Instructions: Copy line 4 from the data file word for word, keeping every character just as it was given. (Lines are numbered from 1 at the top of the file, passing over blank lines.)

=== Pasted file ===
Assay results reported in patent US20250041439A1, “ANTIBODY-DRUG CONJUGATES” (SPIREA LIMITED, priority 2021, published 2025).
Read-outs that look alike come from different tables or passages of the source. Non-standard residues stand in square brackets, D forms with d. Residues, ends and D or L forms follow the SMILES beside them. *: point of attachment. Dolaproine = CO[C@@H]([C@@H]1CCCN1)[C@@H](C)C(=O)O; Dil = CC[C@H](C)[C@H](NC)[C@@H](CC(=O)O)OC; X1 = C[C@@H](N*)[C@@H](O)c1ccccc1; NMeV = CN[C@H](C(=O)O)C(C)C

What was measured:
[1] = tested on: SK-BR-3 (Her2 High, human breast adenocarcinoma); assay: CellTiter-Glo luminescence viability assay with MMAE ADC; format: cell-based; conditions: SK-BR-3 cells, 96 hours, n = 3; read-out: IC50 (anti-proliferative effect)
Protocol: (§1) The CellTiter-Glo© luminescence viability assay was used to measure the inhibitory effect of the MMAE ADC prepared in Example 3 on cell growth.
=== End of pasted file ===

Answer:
[1] = tested on: SK-BR-3 (Her2 High, human breast adenocarcinoma); assay: CellTiter-Glo luminescence viability assay with MMAE ADC; format: cell-based; conditions: SK-BR-3 cells, 96 hours, n = 3; read-out: IC50 (anti-proliferative effect)